The first Samsung Galaxy Note is remembered as a giant phone – and it’s actually quite large, as are the successor to the Note. But then in 2013, another “pocket giant” appeared to make other smartphones, and even the Galaxy Note, small.
Samsung Galaxy Mega 6.3 is named in such a way for users to see clearly this is a huge product, it looks like the Galaxy S4, expanded to accommodate a large 6.3 ”screen. And keep in mind that this is a time when 16: 9 is the standard aspect ratio, and thin bezel technology has yet to evolve, so the Galaxy Mega 6.3 is really huge.
The smartphone is 88mm wide. Its other dimensions are more “normal”, measuring 167.6 mm in height and weighing 199g, however, it is quite difficult to grip, let alone use with one hand.
For comparison’s sake, the Galaxy Note II launched a few months ago has a 5.5-inch display while the Note 3 launched a few months later has a 5.7-inch display. Here is a comparison image:
Galaxy S4 (left), Galaxy Mega 6.3 (center) Galaxy Note II (right)
Interestingly, the Mega 6.3’s screen alone is larger than the entire S4, including the bezels.
Despite its “majestic stature”, Mega 6.3 really only carries the power of the mid-range. It is powered by a Broadcom chipset with a dual-core CPU that delivers less than half the performance of the Galaxy Note II.
But performance isn’t the goal here. Instead, Mega is aimed at people who want a single device instead of carrying both phones and tablets. Such devices were then called “phablets”.
The screen of the device uses a 6.3-inch SC-LCD panel with 720p resolution. That means the pixel density is low, 233 ppi. However, the larger screens are usually viewed from longer distances, plus this is a mid-range device so we cannot compare the sharpness of the screen with flagships.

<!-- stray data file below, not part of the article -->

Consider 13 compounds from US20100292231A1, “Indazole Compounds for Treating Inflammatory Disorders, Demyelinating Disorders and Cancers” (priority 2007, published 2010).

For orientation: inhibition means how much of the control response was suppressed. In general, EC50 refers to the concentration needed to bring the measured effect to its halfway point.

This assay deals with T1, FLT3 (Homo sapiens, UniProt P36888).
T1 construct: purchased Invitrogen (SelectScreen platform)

Text displayed a bit fuzzy, in addition, the screen Mega 6.3 serves its purpose well. It produces an image with good colors and a fairly high contrast ratio. As long as you’re in the shade as the screen is only on average brightness.
The 3,200 mAh battery is not really “mega”, but has the same capacity as the Note, enough to browse the web or watch a TV program for 8 hours continuously.
And this is where the Galaxy Mega 6.3 shines – browsing the Internet and media. And it can multitask, although the unimpressive processor combined with just 1.5 GB of RAM.
These are also quite new days for Android, the phone debuted with 4.2 Jelly Bean, but Samsung’s TouchWiz was ahead of the trend and allowed split screen multitasking. By comparison, half of the 6.3 ”screen occupies about 80% of the screen surface area of the Galaxy S4 screen.
It also supports Air View – it detects your finger moves across the screen, helping to preview in selected apps. Alternatively, you could use the home screen in landscape orientation, a tablet-like feature rarely supported on phones back then.
Besides the 6.3 ”version, Samsung also released the Galaxy Mega 5.8 – its 5.8” screen even has a lower resolution of just 540 x 960 px. However, the display is still larger than that of the Galaxy Note 3, if you only care about the size.
Speaking of screen size, really, the only phone standing on the Mega in 2013 was the Sony Xperia Z Ultra, a high-end device with a 6.4-inch 1080p display and a Snapdragon 800 chip. dust, the aluminum and glass body is only 6.5 mm thick.
Unfortunately, the Samsung Galaxy Mega 6.3 isn’t cheap – at launch, it cost a bit more than the Galaxy Note II (slightly older but much more premium). Just relying on the size is not enough for the user to feel attractive.
In the end, this was a failed test – Samsung released the Galaxy Mega 2, but with a smaller screen, just 6.0 ”.
The Mega series died out so quickly, the “phablet” genre didn’t last much longer – all phones had big screens, so there was no need for a separate line. However, Mega is proof that Samsung is not afraid to experiment, even if that results in a model that is only short-lived.